The short man behind the counter’s expression said to get the all possessed, bad egg, away from his saloon. But his mouth acquiesced in fear.

“Things are fine, Lola…Nothing to stop yur cavorting about…Not yur funeral.”

The woman tilted her head flirtatiously, and touched the gruff man’s shoulder with a hand inside of a feminine glove.

“Howdy, Pard…Nothing worth getting jo-fired about!” The woman added.

Cledus spun the harlot’s way with a rakish tilt that set her weak in the knees. The lewd woman found herself so overwhelmed by unanticipated physical attraction, she wasn’t sure the emotional intensity she felt was fear or pure animal lust. Both the barkeep and his confidant were shocked, when the man who looked as if he could bite a tin-penny nail in two tipped his hat, turned his head, grinned, and replied, “Gol adventurous! Got a mind to go full chisel?”


Cledus left the strumpet asleep in the bagnio, after a quick visit to the brothel’s water closet. A quick face-flush helped him leave in a conquering mood. A smile formed on his cracked and well-worn face.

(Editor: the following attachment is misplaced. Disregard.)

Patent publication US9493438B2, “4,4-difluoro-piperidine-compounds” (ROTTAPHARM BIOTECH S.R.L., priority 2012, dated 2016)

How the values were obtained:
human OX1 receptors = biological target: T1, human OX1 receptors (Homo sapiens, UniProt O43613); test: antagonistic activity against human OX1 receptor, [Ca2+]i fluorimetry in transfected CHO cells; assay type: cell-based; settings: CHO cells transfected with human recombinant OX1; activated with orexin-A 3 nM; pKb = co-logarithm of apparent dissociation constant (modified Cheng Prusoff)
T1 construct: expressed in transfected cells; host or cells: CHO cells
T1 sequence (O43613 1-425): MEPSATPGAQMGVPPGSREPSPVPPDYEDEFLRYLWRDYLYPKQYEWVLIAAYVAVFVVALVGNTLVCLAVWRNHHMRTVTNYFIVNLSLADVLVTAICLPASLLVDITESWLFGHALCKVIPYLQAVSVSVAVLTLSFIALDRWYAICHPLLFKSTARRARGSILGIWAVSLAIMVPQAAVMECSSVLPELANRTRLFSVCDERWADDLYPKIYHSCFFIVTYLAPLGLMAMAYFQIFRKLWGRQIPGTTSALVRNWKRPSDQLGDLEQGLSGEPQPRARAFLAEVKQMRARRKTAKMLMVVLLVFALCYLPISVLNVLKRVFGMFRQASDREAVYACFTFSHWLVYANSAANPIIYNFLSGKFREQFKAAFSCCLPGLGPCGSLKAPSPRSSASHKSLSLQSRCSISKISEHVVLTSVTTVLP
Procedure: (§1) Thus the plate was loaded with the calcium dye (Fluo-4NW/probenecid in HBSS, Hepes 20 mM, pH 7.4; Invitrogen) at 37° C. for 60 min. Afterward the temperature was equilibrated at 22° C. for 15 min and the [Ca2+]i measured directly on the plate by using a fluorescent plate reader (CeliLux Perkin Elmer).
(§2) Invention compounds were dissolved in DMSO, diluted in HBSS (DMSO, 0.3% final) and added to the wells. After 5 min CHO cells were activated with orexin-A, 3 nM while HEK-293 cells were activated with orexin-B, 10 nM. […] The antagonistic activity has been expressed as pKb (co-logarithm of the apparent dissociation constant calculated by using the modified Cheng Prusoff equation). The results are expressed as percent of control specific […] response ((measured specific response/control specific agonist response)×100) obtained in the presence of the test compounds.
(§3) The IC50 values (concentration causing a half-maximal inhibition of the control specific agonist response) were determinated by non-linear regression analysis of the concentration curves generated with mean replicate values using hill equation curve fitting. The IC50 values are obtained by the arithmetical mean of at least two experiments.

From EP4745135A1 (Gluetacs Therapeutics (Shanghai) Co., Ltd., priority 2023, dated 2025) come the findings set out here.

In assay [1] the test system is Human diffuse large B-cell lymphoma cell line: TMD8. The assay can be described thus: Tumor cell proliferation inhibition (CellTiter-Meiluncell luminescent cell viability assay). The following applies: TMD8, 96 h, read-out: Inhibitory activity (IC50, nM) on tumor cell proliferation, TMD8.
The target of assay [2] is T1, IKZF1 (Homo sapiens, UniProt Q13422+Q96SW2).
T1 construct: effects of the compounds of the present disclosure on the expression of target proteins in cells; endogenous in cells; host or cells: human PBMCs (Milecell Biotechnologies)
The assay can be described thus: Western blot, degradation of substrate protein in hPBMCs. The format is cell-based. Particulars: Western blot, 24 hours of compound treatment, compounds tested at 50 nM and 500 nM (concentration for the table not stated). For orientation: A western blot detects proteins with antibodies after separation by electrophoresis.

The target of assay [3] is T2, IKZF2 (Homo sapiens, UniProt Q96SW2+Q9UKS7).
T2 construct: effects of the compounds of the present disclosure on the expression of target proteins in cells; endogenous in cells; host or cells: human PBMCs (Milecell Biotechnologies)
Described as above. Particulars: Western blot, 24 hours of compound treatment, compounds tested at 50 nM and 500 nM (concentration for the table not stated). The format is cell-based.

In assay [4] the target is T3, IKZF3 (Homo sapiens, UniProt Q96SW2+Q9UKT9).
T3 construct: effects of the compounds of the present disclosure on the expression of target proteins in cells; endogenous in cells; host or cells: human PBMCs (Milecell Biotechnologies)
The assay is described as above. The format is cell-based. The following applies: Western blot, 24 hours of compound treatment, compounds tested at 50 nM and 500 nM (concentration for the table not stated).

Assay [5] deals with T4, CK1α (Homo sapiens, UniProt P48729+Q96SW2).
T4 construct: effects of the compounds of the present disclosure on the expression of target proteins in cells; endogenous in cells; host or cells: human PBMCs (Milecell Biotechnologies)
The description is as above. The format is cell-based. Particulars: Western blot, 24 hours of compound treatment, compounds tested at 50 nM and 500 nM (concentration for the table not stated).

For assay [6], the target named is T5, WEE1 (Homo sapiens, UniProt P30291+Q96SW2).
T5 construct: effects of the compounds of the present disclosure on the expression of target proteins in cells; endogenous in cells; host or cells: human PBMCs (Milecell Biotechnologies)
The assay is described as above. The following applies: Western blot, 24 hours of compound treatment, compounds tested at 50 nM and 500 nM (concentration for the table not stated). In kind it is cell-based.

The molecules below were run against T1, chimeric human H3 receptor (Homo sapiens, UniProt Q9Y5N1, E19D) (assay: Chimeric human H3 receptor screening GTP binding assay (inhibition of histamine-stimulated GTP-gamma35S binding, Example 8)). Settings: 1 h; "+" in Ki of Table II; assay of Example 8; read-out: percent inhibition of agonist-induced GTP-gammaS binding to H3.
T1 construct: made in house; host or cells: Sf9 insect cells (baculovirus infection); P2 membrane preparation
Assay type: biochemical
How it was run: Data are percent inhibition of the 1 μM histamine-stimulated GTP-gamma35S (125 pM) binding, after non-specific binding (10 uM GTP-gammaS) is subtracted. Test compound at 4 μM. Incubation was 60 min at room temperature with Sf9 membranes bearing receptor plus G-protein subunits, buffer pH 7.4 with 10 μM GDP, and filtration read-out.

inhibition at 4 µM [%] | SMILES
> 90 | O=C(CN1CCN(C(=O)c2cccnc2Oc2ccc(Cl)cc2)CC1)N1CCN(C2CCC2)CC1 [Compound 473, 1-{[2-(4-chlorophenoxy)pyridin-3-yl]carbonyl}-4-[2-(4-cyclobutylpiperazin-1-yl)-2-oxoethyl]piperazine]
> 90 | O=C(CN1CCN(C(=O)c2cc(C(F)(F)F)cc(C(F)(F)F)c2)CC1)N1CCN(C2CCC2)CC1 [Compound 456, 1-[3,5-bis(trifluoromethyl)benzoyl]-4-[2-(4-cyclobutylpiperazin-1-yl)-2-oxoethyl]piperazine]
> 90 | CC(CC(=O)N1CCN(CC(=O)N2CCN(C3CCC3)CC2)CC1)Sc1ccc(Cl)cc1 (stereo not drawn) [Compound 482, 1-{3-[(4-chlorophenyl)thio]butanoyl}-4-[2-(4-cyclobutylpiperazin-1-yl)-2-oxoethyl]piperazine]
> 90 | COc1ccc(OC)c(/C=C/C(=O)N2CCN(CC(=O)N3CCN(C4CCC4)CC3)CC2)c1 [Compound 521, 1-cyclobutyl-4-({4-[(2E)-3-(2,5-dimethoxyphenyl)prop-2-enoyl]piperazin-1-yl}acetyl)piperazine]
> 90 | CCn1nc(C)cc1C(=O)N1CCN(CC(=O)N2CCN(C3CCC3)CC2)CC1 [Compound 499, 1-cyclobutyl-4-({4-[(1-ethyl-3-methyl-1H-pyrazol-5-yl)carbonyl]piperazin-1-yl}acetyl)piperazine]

The first thing outside, the desperado checked his horse and attached saddle bags. Cledus carried several compact irons, a sheathe concealing a derringer with a modified sight at the front of one rudimentary barrel, and enough ammunition for three men. Cledus felt his trump card was a sheer element of surprise as he watched from atop his beautiful horse, and took a long swig from a handy water-bag. He wouldn’t have admitted a relief to anyone—when a fellow rustler galloped up on horseback, bathed in a final swatch of the sun’s arc. His partner appeared ready to join the small posse. Baileys had missed their daily drop, and both rustlers caught wind of it; they both lived for the pure thrill of whipping their weight in wild cats. It seemed even Jay Jay wanted to host a court of law.